We like our videos to be eye catching and loose and playful in order to produce a unique outcome, but also because that’s honest to who we are as a band. It’s all a part of the Madaila nucleus.

We have a new video coming out very very soon and it’s probably the weirdest and most fun video yet so stay tuned!     

AL: Outside of playing music, how else do you explore and express your individual creativity?

MD: Music is where we predominantly express our creativity, but it also acts as a platform, or spring-board, that allows us to access several other ways to express ourselves. Whether that’s acting, being a salesman, making art, writing, etc.

I love writing music as much as possible, but acting has probably been the most active realm of creativity within me aside from that.

I love making videos and being different characters – just something I’ve done since childhood. It’s all part of loving to entertain I guess. It’s almost more natural to play an outlandish character than to be myself or act normal on camera. Several aliases have helped promote Madaila and Madaila shows over the years. Sometimes there are even appearances at the show or on stage. Music and comedy are two great fucking things and that’s that!  

AL: What’s one, or two bands, you would love to set up a tour with that you haven’t had the chance to?

EM: We love the band Vulfpeck and could see ourselves fitting well with them in that happy land between jazz and pop. Rubblebucket are old friends and would also work well. We also love Lucius and think that would be a cool pairing! It’s funny for us since we inhabit a bit of a middle ground between indie rock and jam worlds. We’ve had a great time collaborating and playing shows with our old friends Twiddle, who are also from Vermont. There are so many possibilities for putting bills together. For us it comes down to being turned on by a band’s music, whatever it sounds like. It also makes a huge difference when you hit it off as people. When you connect on a personal level everything is more fun!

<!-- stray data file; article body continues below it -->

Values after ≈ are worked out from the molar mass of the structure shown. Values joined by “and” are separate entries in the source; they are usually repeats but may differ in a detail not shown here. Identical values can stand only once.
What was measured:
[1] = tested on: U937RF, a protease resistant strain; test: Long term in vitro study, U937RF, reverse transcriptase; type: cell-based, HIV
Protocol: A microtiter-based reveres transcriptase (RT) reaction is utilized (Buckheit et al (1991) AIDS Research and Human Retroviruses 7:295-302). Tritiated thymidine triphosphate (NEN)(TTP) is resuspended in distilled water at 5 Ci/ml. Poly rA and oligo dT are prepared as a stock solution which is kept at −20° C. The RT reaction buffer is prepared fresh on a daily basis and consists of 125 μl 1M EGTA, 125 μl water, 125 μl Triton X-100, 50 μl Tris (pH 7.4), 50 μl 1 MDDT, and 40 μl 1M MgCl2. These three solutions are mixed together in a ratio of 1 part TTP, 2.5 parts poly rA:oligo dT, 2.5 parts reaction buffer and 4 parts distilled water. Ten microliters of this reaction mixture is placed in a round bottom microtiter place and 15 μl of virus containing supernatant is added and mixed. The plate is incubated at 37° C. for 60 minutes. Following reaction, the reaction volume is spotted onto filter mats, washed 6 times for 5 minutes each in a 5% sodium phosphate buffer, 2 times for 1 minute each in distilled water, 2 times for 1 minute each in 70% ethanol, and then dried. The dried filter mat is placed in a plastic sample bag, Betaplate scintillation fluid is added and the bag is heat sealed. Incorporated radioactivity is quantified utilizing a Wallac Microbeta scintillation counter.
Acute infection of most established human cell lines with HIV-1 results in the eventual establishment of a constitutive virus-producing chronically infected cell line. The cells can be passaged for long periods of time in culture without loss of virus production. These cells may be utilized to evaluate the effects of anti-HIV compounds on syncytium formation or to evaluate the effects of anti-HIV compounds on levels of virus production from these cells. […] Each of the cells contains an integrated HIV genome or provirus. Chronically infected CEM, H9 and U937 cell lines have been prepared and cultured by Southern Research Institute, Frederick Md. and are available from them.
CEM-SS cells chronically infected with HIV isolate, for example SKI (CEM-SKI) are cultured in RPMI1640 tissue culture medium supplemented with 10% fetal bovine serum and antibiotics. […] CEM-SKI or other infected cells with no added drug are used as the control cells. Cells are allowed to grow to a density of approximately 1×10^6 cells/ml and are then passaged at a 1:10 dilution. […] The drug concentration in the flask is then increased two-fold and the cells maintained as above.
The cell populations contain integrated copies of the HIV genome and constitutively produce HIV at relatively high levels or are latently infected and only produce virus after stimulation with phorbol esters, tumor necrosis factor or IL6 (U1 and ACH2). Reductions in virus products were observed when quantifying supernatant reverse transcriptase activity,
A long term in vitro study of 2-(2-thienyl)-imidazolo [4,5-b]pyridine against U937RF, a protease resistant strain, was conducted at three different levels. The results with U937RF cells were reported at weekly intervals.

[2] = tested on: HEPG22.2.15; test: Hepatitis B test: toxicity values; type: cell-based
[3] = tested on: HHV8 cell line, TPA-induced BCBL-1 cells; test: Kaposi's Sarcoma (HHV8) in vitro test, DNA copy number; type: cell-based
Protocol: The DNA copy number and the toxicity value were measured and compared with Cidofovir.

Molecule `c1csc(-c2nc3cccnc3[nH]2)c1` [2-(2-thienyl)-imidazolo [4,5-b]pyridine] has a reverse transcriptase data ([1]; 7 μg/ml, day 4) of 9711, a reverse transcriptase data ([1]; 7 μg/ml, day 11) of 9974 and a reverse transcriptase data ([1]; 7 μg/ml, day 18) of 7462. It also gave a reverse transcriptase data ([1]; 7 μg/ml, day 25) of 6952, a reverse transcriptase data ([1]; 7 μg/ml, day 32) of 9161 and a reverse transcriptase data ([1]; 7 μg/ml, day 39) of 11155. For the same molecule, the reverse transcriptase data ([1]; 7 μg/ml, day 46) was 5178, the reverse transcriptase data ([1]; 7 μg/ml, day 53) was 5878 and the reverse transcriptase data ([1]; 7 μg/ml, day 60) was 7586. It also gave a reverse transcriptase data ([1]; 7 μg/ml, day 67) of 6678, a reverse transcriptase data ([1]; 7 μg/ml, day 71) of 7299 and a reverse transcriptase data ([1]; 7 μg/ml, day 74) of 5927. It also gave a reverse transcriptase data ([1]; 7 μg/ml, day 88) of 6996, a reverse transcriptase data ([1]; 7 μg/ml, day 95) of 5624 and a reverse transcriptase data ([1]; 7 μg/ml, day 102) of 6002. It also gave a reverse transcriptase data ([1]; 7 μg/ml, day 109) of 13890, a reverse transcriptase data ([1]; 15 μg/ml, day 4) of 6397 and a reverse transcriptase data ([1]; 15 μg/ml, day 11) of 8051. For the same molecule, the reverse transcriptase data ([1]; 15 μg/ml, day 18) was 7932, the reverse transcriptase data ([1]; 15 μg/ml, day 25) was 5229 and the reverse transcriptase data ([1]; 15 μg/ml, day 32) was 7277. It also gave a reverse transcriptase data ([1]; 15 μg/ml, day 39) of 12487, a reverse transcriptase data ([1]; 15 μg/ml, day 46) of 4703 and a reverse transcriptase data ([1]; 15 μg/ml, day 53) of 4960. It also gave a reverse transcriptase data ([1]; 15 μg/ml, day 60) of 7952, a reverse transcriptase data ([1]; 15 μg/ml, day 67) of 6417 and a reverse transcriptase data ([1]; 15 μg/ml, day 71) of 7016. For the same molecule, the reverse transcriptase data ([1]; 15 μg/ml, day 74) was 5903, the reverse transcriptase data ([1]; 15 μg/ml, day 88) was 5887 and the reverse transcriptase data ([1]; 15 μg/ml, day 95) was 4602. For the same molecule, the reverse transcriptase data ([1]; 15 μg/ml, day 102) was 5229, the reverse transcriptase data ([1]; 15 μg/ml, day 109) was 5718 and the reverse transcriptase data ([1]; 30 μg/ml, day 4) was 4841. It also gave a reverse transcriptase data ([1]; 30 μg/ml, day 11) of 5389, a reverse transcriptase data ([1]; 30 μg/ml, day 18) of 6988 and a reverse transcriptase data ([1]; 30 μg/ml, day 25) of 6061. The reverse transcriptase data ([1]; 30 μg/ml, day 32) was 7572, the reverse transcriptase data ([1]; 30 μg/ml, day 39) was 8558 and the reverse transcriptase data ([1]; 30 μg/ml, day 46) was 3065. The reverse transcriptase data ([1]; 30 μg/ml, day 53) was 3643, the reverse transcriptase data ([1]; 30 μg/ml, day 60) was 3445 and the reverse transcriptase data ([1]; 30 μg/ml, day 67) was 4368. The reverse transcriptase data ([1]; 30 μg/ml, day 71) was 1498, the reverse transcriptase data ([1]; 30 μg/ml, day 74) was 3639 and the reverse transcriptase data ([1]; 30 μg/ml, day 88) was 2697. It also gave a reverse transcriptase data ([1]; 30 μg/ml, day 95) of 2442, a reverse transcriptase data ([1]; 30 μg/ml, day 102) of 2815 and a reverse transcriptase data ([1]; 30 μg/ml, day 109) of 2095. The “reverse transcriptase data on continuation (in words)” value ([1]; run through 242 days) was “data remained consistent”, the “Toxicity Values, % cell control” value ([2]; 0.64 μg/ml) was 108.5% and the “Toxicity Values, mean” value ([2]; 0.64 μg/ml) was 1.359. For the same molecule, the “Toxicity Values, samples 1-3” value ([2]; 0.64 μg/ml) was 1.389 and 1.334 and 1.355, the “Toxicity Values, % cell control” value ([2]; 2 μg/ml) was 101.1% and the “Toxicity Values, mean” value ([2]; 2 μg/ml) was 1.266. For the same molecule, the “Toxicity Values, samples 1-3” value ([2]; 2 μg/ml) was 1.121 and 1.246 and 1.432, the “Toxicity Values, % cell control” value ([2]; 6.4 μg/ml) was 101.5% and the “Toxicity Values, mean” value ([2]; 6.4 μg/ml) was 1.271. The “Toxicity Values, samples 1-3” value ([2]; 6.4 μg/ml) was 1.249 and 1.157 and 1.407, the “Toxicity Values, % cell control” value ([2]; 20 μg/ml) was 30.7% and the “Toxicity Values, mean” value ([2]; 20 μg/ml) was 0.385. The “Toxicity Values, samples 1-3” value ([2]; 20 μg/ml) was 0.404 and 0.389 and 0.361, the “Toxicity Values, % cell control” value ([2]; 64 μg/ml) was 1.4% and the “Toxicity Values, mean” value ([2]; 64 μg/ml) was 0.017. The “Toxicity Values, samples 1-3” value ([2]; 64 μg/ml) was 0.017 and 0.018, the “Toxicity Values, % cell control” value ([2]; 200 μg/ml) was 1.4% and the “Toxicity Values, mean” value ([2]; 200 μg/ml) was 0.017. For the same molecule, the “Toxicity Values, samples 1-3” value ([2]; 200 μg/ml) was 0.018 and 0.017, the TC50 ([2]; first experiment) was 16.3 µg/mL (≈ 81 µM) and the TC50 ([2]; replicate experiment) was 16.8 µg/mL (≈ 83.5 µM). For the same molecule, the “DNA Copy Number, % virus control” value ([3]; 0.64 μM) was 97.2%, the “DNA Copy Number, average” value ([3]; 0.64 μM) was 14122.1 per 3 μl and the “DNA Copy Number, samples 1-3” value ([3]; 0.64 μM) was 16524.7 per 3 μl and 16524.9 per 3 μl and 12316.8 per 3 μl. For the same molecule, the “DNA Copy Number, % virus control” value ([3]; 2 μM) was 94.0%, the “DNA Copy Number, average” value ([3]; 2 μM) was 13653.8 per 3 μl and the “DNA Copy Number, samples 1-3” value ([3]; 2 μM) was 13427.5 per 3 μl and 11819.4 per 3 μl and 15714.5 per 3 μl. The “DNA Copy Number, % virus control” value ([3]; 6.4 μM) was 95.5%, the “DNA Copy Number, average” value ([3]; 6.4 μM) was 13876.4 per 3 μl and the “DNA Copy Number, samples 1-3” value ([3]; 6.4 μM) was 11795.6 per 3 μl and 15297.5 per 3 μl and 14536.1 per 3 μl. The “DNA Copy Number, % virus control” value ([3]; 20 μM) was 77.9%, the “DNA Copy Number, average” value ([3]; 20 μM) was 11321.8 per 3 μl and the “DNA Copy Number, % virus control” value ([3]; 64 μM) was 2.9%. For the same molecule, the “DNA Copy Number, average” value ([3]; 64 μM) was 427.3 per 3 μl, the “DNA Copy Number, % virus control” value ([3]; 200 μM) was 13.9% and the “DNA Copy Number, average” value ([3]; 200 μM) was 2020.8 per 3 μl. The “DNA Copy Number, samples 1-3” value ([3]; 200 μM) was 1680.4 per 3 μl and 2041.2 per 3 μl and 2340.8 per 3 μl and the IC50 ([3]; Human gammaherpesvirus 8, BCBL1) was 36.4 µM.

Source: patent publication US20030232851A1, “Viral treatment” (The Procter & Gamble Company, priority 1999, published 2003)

AL: Do you guys practice any pre or post show rituals?

Both: Yes. 🙂

AL: Favorite musical purchase or release from 2o16?

Both: The new Frank Ocean. New Bon Iver. Solange! Chance The Rapper.

AL: What’s the most interesting pronunciation of your band’s name that you’ve heard?

EM: Oof. Let’s start by clarifying that it is “Muh-dey-luh”. Haha. We didn’t anticipate the pronunciation being a problem but it’s a weird combo of letters for people. We’ve seen at least 6 different spellings and a variety of pronunciations. The most common is “Madalia”, which adds a syllable by switching two letters.  “Madala” might be the most renegade since it just eliminates a letter altogether. Great question! This comes up a lot.

AL:  You’re playing a Phish after party in NYC on 12/28–how does it feel to get the opportunity play for a crowd of people who share love for the biggest band out of Burlington? I also have to know, what are your favorite Phish songs? Or album if that makes it easier.